Basketball is one of those rare professions where at an age like 37, people talk about you like you are 80.
In some ways, an older player does resemble a senior citizen. Compared to his peers, he’s not as fast, can’t jump as high, is not as agile and doesn’t shoot as straight as he once did.
But we found another connection between old basketball age and old age Sunday night after the Lakers lost to the Bulls in Kobe Bryant’s final game in Chicago. We found the basketball equivalent of memory loss.
It came from Mr. Bryant, who reflected on the failed relationship with Shaquille O’Neal that led to O’Neal being traded after the two had combined to win three championships.
“It was always the challenge of, ‘Kobe can’t win without Shaq,’ right?” Bryant said after scoring 22 points in the Lakers’ 126-115 loss to the Bulls. “If I had went my whole career and we had won championships, God bless you guys [reporters], but guys would be saying at the Hall of Fame, ‘He won with Shaq.’ I didn’t want to hear that. I didn’t want to hear it, because I knew I had the determination to do it ,and it was either sink or swim. At some point I was going to take that challenge and it was either you guys are right or I’m right. I had to take that challenge.”
On behalf of the very large legion of Kobe proponents/apologists – and I am a card-carrying member – I have to admit: I’m hurt.
You mean, we would not have been able to fully recognize, appreciate and evaluate the greatness that Kobe demonstrated throughout his career? I don’t believe that.
By the time Kobe and Shaq were separated, the relationship was so damaged that repairing it would have taken something north of a miracle.
But let’s say that they had been able to get along like other famous pairs – start with David Robinson and Tim Duncan. Six championships would not have been out of the question. Even the magic number of seven, which would have given Bryant one more than Michael Jordan.
Don’t get me wrong. Had the Lakers won seven titles, we still wouldn’t consider Kobe better than Michael because Michael has been established as a legend for so long that no one will ever be considered better.
I actually wrote this four years ago on this site, but it is still accurate and worth repeating. There are certain realities in life. No matter what happens in the future, we will always believe there has never been a basketball player better than Michael, a boxer better than Ali, a phenomenon greater than Elvis, a football player better than Jim Brown, a band better than the Beatles, a television show better than The Wire, a baseball player more legendary than Babe Ruth, a hot dog better than one served by a New York street vendor, a performer more electrifying than Michael Jackson or a fast food better than a hamburger.
But despite what Kobe believes, we would have recognized his greatness. As proof, I offer the list of the 50 Greatest Players in NBA history, who were chosen in 1996 by a panel of ex-players, team executives and 13 members of the media.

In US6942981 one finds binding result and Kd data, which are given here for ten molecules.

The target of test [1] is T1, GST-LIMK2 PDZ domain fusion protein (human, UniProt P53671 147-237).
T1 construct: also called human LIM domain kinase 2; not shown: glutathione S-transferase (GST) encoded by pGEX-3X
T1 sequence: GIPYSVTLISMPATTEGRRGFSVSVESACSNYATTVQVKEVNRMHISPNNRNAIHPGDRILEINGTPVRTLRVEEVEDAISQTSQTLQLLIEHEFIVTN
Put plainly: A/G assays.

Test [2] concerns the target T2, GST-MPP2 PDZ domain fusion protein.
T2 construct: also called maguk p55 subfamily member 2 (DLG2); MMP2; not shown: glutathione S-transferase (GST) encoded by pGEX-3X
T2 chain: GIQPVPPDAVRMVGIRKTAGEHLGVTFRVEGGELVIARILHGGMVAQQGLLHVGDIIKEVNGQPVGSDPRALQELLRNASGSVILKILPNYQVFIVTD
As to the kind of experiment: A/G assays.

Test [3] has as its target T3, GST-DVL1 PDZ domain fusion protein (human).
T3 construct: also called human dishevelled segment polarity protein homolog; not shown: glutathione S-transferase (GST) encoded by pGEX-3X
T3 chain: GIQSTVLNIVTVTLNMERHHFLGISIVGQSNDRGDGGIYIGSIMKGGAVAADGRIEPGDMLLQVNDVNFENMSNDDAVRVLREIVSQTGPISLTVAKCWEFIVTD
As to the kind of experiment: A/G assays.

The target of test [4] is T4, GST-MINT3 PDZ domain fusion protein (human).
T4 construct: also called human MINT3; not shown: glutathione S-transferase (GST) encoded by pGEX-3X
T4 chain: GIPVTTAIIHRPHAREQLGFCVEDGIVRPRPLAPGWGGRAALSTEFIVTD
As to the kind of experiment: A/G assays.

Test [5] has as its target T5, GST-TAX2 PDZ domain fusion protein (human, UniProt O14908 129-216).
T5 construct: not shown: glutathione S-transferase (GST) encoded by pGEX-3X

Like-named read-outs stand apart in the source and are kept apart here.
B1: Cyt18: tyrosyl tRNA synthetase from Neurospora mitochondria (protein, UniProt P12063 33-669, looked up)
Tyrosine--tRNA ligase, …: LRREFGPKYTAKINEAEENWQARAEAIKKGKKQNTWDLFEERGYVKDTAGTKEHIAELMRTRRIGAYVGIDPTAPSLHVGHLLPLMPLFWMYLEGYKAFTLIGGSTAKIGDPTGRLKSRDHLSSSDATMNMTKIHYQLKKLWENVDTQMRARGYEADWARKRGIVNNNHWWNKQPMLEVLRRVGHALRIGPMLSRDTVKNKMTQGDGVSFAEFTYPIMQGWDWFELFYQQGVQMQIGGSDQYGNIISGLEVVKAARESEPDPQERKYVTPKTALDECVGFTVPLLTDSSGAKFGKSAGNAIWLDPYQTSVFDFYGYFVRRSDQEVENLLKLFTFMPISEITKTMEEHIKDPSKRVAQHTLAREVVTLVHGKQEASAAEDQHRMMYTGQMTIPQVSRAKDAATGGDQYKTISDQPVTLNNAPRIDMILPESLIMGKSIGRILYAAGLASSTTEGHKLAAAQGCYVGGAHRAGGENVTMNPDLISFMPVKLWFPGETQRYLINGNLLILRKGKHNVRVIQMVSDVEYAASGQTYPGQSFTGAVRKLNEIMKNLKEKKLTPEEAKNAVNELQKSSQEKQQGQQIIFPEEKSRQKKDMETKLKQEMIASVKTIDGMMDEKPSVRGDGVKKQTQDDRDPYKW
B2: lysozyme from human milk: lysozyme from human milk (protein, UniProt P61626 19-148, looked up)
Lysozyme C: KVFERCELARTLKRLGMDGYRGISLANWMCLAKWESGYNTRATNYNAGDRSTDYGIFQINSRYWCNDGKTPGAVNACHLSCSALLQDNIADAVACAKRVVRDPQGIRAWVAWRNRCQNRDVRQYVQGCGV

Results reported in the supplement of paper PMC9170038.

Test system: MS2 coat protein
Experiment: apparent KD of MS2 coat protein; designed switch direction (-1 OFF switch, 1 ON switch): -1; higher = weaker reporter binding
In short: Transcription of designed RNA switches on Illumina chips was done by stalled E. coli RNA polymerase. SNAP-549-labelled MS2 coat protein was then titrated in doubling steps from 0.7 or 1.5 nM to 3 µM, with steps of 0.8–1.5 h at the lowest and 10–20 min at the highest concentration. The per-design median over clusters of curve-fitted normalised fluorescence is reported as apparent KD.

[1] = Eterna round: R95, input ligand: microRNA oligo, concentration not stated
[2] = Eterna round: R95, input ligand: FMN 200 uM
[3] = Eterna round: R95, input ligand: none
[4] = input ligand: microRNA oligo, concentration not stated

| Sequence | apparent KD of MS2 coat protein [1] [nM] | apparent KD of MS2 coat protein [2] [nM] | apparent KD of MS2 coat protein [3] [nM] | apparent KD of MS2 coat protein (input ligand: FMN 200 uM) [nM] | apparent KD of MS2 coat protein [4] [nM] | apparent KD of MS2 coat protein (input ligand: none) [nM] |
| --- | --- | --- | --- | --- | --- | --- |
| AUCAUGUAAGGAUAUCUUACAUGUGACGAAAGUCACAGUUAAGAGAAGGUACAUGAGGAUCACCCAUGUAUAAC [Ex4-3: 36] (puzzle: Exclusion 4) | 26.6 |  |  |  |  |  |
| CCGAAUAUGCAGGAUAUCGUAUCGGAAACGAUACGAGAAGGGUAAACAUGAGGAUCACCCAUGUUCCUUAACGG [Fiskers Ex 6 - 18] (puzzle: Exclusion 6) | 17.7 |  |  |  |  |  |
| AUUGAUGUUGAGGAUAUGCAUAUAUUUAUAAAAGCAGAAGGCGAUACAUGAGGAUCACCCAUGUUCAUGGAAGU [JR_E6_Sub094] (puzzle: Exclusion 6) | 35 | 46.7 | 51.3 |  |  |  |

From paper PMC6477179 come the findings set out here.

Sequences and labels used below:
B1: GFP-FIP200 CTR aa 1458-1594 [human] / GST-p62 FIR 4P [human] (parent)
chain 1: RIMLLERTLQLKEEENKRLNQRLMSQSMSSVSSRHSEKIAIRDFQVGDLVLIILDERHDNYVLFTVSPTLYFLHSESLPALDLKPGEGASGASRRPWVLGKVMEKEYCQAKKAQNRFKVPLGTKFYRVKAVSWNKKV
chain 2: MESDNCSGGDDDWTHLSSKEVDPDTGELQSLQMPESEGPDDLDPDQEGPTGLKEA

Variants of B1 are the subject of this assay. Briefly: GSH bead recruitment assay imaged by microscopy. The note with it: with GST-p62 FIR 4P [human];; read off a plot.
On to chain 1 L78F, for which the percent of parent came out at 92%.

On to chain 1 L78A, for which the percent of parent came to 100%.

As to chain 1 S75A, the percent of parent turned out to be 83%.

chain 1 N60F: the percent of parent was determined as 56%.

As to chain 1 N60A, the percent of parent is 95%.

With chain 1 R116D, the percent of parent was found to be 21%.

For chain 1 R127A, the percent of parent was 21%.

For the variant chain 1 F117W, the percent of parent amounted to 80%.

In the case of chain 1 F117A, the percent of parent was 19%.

Included in the list were four members of the Celtics – Bob Cousy, Bill Sharman, Sam Jones and John Havlicek – who never won a championship without Bill Russell on the team.
Larry Bird led the Celtics to three titles in his career, but not only was Kevin McHale, the second most important player on those teams, included in the 50 greatest players list, but Robert Parish was, too.
Robinson never won a title without Duncan, but both are on the list.
Jordan is the greatest, but Scottie Pippen was also recognized as one of the top 50. He deserved it and the panel, including the media, was smart enough to recognize it.
And not only were Magic Johnson and Kareem Abdul-Jabbar on the list, but so was the third most important player on those teams, James Worthy.
If there is an applicable comparison to Kobe-Shaq, it is Magic-Kareem. Although Kareem is the leading scorer in NBA history, it is not uncommon when the greatest players are being debated for Magic to be ranked ahead of Kareem.
Although Kobe may be satisfied that his five championships give him one more than Shaq, we will always wonder what could have been if the two had managed to get along like Kareem and Magic, Duncan and Robinson and Russell and everybody. Although Shaq-Kobe would not have challenged the 11 titles won by Russell, it’s a safe bet they would have won more with each other than they did after separating.
Kobe was only 26 when Shaq, who was 31, was traded to Miami. If they had stayed together, Shaq’s skills would have started to decline at the same time Kobe was reaching his prime years. That would have been evident to everyone, especially the media.
For Kobe to think that he could have played the way he did for 20 years and not be properly appreciated is simply wrong. No matter who their teammates are, the greatest players in NBA history have always gotten their due. And you don’t have to look any farther than the 50 Greatest Players in NBA history to see that.
Had Kobe and Shaq stayed on the same team, chances are the opinion of Kobe would not have been any greater than it is now, but it certainly would not have been any worse.
Jan Hubbard has written about basketball since 1976 and worked in the NBA league office for eight years between media stints. Follow him on Twitter at @whyhub.
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